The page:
# Constraint Satisfaction Problems and Universal Algebra

*Discrete Structures and Algorithms (Seminar)*

*by Marcel Jackson*

*Institution:*School of Engineering and Mathematical Sciences, La Trobe University, Melbourne

*Date: Mon 7th March 2011*

*Time: 4:15 PM*

*Location: Hercus Theatre (L105, 1st floor) David Caro Building (Physics) The University of Melbourne*

*Abstract*: It is well known that the task of deciding whether or not a finite graph is 2-colourable is rather easy, while the task of deciding whether or not a finite graph is 3-colourable is a familiar NP-complete problem. These problems fall into the general class of computational problems that ask for the existence of a function from some given combinatorial object (the vertices of the graph to be coloured) into some fixed domain (the colours) subject to preservation of certain given constraints (adjacent vertices are coloured differently). In other words, they are constraint satisfaction problems.

A very large number of natural computational problems can be interpreted as constraint satisfaction problems, and classifying the computational complexity of CSPs has received quite intense attention over the past decade. Each CSP (with fixed target domain) is solvable in the class NP, but a very influential conjecture of Feder and Vardi is that a dichotomy holds: such a problem is either NP-complete or is solvable in polynomial time.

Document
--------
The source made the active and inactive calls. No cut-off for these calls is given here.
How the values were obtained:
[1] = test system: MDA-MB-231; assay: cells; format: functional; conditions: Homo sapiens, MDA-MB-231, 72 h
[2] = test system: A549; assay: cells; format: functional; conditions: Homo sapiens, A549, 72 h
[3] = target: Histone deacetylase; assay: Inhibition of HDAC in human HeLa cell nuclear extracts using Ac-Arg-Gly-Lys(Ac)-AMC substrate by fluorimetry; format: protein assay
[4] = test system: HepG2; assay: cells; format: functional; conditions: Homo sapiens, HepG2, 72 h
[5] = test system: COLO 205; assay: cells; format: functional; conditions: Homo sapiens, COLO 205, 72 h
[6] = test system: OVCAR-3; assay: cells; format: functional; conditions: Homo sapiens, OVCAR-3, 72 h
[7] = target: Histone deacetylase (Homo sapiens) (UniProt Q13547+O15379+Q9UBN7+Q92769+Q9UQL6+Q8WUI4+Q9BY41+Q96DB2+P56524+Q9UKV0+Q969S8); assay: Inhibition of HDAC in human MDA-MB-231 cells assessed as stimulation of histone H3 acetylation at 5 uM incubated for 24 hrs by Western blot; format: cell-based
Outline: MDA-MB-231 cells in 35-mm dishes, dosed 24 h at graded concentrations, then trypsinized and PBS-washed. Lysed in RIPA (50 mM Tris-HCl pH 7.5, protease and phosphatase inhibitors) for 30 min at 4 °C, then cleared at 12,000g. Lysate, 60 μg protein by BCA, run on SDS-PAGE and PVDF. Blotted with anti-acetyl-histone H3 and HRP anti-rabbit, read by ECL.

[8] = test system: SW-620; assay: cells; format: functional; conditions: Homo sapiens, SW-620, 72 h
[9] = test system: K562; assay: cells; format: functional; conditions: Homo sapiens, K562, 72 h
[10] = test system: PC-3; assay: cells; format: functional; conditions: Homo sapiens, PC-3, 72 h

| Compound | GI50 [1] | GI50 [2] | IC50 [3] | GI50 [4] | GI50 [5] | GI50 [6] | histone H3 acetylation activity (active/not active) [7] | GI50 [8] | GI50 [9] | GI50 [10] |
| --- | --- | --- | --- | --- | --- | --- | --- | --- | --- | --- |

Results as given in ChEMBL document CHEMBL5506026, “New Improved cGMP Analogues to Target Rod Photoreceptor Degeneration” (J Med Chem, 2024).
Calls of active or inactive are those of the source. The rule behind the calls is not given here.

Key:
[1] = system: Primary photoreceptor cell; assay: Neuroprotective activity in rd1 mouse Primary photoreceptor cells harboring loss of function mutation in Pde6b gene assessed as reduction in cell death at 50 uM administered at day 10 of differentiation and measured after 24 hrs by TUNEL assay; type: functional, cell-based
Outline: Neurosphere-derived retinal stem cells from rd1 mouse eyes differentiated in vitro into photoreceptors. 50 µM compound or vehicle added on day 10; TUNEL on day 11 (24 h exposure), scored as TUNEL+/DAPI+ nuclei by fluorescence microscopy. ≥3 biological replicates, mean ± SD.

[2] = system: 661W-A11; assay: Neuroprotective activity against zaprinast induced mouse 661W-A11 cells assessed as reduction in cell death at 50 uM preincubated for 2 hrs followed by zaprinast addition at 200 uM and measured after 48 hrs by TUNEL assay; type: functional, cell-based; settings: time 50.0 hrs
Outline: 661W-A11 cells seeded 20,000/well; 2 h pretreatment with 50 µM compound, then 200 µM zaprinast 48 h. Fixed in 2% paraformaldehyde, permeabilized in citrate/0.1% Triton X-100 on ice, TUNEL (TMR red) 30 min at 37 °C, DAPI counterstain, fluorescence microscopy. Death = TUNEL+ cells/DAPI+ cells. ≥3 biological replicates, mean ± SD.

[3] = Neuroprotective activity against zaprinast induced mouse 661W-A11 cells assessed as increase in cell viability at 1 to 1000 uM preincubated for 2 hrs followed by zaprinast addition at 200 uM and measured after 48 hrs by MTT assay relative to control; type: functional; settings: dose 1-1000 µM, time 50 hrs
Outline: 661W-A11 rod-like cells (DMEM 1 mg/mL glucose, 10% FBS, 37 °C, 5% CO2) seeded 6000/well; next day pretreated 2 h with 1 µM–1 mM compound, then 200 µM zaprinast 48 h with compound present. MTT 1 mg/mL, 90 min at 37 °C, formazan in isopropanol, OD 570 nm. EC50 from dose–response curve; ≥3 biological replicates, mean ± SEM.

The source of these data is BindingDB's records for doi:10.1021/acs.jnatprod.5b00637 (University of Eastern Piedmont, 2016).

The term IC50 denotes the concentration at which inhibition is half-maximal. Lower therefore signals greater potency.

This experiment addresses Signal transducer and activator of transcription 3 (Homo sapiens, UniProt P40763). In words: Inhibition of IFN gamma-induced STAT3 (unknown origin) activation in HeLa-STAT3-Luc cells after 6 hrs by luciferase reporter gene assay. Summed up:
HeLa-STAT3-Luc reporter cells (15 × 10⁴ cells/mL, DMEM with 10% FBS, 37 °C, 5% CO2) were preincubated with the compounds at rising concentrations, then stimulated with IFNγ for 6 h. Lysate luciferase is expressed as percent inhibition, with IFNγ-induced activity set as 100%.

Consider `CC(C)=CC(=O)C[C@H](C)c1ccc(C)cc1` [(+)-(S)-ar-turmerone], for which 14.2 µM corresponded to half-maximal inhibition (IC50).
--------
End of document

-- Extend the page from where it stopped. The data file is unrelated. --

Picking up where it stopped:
This talk will be aimed at a general audience: we introduce the basic notions and the practical and theoretical motivations for studying the complexity of CSPs, with a particular focus on introducing the techniques from universal algebra that have informed most recent progress on the dichotomy conjecture.

*For More Information:* contact: David Wood. email: woodd@unimelb.edu.au